Move over Marc Jacobs: Cynthia Rowley is abandoning Tribeca and expanding her reach into the West Village. In July, Ms. Rowley, most known for marketing tea-party chic to the masses, purchased a townhouse on Perry Street for $2.495 million, city records show. The move came one month after she listed her Tribeca loft at 354 Broadway for $2.4 million back in June.
“Cynthia loves the neighborhood and the home is close to her offices,” a spokesperson for Ms. Rowley said.
Ms. Rowley purchased the townhouse in July, transfer records show. The four-story home, on Perry Street between West 4th Street and Seventh Avenue, is built 20 feet wide and currently has tenants living on the upper floors. Ms. Rowley plans to renovate the property into a private residence.
The purchase also puts her at the doorstep of her offices. Her company’s downtown boutique and corporate office at 376 Bleecker Street sits just around the corner between Perry and Charles streets.
In Tribeca, Ms. Rowley is currently installed in a luxurious loft on Broadway between Leonard and Franklin streets. But she’s looking to sell and has listed the property with Eugene Cordano of Halstead Property for $2.4 million. The 2,770-square-foot apartment has three bedrooms and two bathrooms. The spread’s sumptuous details include 12-foot ceilings, marble counters and tile, stainless-steel professional kitchen appliances, a customizable lighting system and a wood-burning fireplace. The interior design is done in a minimal style.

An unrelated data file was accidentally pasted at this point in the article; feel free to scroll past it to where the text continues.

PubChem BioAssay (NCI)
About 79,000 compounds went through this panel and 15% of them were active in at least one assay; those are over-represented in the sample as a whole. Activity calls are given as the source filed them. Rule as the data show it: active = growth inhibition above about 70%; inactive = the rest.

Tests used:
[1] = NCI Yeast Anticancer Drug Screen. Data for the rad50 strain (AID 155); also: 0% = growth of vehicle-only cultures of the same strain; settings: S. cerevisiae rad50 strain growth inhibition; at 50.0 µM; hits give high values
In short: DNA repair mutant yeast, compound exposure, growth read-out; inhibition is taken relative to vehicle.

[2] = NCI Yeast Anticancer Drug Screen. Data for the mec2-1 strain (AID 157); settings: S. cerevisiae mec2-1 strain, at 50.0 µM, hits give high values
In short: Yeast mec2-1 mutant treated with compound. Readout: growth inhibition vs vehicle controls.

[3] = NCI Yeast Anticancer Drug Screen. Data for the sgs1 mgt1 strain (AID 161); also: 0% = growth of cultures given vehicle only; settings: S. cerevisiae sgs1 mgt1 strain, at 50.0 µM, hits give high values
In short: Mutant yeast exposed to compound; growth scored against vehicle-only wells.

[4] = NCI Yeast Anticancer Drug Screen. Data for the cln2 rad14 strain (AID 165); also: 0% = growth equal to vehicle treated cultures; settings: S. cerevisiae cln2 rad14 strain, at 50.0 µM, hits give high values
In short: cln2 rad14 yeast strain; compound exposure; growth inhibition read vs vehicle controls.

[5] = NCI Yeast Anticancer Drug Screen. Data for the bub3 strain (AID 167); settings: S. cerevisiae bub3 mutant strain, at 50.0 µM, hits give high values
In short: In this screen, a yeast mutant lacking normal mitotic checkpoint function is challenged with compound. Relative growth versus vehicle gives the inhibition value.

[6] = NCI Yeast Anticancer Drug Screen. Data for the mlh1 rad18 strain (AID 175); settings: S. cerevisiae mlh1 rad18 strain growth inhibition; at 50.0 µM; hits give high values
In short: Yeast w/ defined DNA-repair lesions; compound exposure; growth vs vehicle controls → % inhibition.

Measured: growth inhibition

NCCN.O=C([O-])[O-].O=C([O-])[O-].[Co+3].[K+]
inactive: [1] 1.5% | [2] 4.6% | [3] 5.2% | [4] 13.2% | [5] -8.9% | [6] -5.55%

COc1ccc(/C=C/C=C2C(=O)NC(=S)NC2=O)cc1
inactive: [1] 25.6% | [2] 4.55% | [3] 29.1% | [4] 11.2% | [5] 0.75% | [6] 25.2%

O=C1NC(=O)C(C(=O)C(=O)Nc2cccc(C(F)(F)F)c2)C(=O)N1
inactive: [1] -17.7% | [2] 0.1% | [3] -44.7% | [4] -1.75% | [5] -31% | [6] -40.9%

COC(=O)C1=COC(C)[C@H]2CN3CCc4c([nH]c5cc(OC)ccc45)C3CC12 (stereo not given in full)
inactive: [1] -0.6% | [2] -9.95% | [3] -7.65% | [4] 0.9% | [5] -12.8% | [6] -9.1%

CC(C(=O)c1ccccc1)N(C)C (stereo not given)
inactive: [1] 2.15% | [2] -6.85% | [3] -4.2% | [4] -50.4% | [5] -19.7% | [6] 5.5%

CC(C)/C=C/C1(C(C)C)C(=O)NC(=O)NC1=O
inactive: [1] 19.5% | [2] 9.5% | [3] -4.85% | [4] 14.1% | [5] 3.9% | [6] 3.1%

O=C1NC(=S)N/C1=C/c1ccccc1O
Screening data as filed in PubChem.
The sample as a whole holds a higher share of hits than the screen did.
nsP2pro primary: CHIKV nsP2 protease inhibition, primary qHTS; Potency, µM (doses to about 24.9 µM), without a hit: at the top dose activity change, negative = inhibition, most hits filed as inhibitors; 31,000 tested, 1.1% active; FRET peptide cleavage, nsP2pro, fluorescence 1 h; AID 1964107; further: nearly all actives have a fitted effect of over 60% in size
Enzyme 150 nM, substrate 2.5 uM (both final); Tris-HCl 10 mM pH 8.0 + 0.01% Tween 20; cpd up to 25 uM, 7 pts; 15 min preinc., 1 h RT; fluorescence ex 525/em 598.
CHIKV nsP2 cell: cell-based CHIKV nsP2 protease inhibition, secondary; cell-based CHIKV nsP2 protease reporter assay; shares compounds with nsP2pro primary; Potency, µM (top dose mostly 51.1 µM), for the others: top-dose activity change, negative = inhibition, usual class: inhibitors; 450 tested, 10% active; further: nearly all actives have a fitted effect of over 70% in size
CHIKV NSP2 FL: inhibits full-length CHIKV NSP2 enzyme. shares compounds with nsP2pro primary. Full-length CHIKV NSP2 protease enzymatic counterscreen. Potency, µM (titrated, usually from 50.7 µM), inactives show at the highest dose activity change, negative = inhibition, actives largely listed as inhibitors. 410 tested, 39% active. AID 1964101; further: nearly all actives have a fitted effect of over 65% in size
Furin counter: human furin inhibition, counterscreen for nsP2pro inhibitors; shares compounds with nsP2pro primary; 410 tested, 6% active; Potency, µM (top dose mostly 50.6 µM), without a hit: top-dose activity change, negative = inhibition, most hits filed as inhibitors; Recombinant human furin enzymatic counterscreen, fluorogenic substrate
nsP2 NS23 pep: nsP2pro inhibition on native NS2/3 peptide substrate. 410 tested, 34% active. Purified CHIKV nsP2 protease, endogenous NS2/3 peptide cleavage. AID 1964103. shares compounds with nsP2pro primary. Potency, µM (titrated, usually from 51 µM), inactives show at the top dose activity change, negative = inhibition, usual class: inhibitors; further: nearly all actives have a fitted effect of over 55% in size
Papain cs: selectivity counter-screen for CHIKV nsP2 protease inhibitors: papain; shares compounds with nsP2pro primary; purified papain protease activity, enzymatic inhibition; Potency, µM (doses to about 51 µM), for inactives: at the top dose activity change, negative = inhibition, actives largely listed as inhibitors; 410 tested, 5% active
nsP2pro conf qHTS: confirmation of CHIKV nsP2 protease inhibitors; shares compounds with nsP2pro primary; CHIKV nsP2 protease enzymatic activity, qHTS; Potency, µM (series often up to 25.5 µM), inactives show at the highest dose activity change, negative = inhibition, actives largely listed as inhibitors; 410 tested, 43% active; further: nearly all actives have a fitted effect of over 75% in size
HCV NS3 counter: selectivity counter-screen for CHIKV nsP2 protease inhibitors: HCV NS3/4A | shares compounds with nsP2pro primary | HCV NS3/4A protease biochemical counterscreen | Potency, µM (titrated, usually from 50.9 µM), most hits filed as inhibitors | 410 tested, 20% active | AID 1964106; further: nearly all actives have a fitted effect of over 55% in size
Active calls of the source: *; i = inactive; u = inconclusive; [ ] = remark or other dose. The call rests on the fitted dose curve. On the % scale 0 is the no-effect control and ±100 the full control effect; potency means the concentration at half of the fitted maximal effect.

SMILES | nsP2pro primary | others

“She’s ready to move, she needs more space,” Ms. Rowley’s broker, Mr. Cordano, said, speaking of her Tribeca to West Village trade-up.
To be sure, Ms. Rowley’s real-estate portfolio reflects her high sense of style. An Illinois native, Ms. Rowley now has boutiques in New York, East Hampton, Los Angeles, Chicago and Japan. In 2001, she perhaps became best known for co-authoring, with Ilene Rosenzweig (the wife of New York Times beta-male Rick Marin), Swell: A Girl’s Guide to the Good Life. This spring, the duo will release the fourth book in their style-manual series, The Swell Dressed Party. The pair’s designs, from the Swell Riviera bedding collection to the Swell Happiness Rose pillow, can also be found on the shelves of Target.